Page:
Netflix (NFLX) is set to report its Q4 2021 earnings today after market close. This premiere streaming service has seen strong subscriber growth throughout the course of the COVID-19 pandemic, but increasing competition from other streaming services could cloud the outlook for the firm.
As the coronavirus spread and stay-at-home order proliferated across the world, Netflix’s numbers rose in tandem. In 2020, the firm saw record growth in paid subscriptions, gaining 36 million customers throughout the year to reach over 200 million subscribers for the first time. However, when the world began to leave quarantine toward the end of 2020 and into 2021, this breakneck growth hit the skids.
In the first quarter of 2021, Netflix’s new subscription numbers were lower by more than 11 million compared to those of Q1 2020. While the first year of the COVID-19 pandemic was a blockbuster for the streaming service, 2021 proved to be more challenging, and these headwinds could possibly be reflected in today’s Q4 earnings report.
Increasing Streaming Service Competition
Netflix is far from the only game in town as far as streaming services are concerned now. Paid streaming is the company’s primary revenue source, but other firms have been challenging Netflix in the competition for subscribers.
Apple’s (AAPL) Apple+ service, Disney’s (DIS) Disney+, and AT&T’s (T) HBO Max are just three of the platforms that have widened their content offerings and gained subscribers in recent times. So far, Netflix has responded to the increased challenges posed by rival streaming services by investing more in the creation of original content like the series ‘Squid Game’ and the film ‘Don’t Look Up’. This strategy could well pay off for the firm, with new seasons of successful shows like ‘Stranger Things’ and ‘The Crown’ expected to be released on the platform this year.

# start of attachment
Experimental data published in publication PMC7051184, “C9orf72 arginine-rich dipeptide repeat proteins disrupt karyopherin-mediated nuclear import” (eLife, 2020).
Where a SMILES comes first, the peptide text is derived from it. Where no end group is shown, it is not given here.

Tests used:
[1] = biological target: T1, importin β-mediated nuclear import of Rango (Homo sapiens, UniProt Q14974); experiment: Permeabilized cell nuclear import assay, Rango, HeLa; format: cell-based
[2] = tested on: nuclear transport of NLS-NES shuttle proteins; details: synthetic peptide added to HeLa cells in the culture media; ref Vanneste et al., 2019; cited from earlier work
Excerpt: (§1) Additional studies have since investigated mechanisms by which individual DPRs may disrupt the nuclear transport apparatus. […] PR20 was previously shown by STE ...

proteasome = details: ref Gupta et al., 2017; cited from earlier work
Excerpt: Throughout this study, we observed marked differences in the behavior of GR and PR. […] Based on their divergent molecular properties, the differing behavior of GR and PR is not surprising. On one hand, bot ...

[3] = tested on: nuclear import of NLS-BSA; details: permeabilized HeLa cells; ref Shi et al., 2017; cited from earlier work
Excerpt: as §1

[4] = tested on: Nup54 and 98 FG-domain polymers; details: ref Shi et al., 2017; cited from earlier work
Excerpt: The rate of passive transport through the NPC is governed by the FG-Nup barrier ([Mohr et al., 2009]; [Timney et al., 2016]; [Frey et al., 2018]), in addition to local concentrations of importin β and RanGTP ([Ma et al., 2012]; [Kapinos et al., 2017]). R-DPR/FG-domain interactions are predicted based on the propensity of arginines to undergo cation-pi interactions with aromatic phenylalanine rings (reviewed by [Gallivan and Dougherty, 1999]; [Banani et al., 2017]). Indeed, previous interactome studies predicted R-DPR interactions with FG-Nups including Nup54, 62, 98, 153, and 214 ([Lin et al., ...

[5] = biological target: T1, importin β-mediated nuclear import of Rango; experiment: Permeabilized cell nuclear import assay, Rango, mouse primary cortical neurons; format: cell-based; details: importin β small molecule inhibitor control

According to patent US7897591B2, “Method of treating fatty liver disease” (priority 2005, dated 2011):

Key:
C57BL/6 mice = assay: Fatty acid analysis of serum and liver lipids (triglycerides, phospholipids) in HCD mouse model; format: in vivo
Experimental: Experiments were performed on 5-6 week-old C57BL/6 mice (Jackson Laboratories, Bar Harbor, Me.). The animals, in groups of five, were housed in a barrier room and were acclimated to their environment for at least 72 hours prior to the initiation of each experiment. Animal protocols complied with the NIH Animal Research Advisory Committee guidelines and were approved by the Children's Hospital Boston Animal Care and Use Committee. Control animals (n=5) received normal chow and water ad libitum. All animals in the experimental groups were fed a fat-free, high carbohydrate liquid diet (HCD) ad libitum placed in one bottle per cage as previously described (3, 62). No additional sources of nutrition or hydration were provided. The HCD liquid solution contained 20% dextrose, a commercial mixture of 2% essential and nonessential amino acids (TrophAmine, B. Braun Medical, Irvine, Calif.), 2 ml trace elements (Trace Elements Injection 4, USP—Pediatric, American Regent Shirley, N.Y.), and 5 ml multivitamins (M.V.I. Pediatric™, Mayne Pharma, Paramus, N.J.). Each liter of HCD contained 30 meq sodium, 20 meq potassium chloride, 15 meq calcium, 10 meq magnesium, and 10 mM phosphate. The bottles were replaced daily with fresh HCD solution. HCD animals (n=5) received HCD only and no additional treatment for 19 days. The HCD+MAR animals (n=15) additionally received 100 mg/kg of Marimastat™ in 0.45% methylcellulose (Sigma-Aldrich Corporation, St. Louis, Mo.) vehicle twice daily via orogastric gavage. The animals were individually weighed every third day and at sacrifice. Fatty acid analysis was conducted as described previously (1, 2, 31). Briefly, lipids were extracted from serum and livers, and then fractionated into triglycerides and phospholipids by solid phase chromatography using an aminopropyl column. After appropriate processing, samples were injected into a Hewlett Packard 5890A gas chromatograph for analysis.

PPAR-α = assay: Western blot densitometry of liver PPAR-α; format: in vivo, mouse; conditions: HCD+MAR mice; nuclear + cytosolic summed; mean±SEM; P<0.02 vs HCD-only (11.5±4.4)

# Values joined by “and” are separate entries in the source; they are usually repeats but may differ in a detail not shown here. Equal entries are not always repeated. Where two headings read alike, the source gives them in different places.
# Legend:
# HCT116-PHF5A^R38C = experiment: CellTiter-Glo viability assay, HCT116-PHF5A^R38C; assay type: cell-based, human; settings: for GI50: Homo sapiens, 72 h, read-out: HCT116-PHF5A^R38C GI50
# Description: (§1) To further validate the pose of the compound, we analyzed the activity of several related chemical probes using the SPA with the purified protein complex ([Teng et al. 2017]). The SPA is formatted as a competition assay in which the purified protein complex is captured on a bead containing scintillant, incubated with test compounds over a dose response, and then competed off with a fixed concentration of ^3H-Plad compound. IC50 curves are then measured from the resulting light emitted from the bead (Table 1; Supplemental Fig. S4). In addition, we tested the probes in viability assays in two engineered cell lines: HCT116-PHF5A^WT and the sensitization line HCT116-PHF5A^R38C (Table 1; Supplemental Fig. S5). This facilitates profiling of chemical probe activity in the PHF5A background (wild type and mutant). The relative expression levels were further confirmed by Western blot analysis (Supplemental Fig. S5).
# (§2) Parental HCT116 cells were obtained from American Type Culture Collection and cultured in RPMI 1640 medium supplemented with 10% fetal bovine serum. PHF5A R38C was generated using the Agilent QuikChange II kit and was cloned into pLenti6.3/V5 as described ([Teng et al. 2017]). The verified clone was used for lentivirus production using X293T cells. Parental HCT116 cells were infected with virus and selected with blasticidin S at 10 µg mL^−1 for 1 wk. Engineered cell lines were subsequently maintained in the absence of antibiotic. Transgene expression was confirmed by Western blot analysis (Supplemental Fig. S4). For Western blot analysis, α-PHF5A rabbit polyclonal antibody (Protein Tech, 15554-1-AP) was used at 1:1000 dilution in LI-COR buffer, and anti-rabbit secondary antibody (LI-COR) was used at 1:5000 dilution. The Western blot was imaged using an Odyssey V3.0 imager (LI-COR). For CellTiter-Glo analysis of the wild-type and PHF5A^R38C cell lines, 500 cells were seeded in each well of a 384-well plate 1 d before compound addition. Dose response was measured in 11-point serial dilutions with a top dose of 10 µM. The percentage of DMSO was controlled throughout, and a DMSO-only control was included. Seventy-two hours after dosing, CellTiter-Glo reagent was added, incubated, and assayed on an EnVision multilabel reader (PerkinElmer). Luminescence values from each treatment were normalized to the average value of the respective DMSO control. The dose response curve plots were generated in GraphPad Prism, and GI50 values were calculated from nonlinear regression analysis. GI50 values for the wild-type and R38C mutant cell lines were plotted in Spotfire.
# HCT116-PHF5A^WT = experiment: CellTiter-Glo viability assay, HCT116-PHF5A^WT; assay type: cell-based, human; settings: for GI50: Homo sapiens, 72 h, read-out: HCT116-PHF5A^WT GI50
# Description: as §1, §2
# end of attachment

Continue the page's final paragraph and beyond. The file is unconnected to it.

However, subscription growth, a key metric for investors and shareholders alike, has been on a decelerating trend since the heights of early 2020; some analysts are predicting for subscriptions to have increased by 9.1% in Q4 2021, a slowdown of 3% from the previous quarter’s numbers.
Shifting Subscription Landscape
Despite this slowdown when compared to 2020’s blockbuster numbers, subscriptions still outpaced predictions for Q3 at net growth of 4.4 million, and that trend could have continued in Q4 2021. Some market watchers are seeing the predicted total subscription growth of 8.5 million for the fourth quarter of 2021 as a return to the long-term average for the figure. Netflix CFO Spence Neuman mentioned during the firm’s Q3 2021 earnings call that quarterly new subscriptions generally fall in the range of 8 to 8.8 million.
However, the rise in subscriptions is not unequivocally good news for Netflix’s bottom line; a disproportionate share of these are purchased in developing Asian markets, where a Netflix subscription costs considerably less than in the United States or Canada. Netflix raised the price of North American subscriptions by $1 last week, in line with record inflation numbers across the economy, but if a growing share of paid subscribers pay Asian prices for the streaming service, the firm’s revenue per user, which stood at $11.68 in Q3 2021, could take a hit. It remains to be seen whether the sheer number of new subscribers in developing countries can make up for the lower revenue gained from their subscriptions.
Netflix’s Q4 2021 revenue is estimated to come in at $7.7 billion, representing growth of 16% over Q4 2020. However, earnings per share for the fourth quarter is predicted to have declined by 31% over the same period, in line with a general deceleration to pre-pandemic trends. If these figures meet predictions, Netflix stock could be set to drop as it did following last quarter’s earnings release.
Netflix stock has underperformed when compared to the S&P 500 (USA 500) as a whole, gaining 11% over 2021 in comparison to the index’s nearly 29%. Over the fourth quarter, Netflix dropped by 1.7%, with an especially sharp fall in share value during the second half of November. Once the firm’s Q4 earnings report is released, traders may be able to get a better idea of whether this underwhelming trend is set to continue or not.
The signals are mixed; while increasing competition and a saturated North American market makes a return to 2020’s figures unlikely, continued production of new content offerings and high growth in emerging markets are good signs for Netflix going forward. Market watchers will have to wait for later today to get into the nitty-gritty of Q4 2021’s numbers and to find out where the firm’s executive suite sees Netflix heading in 2022.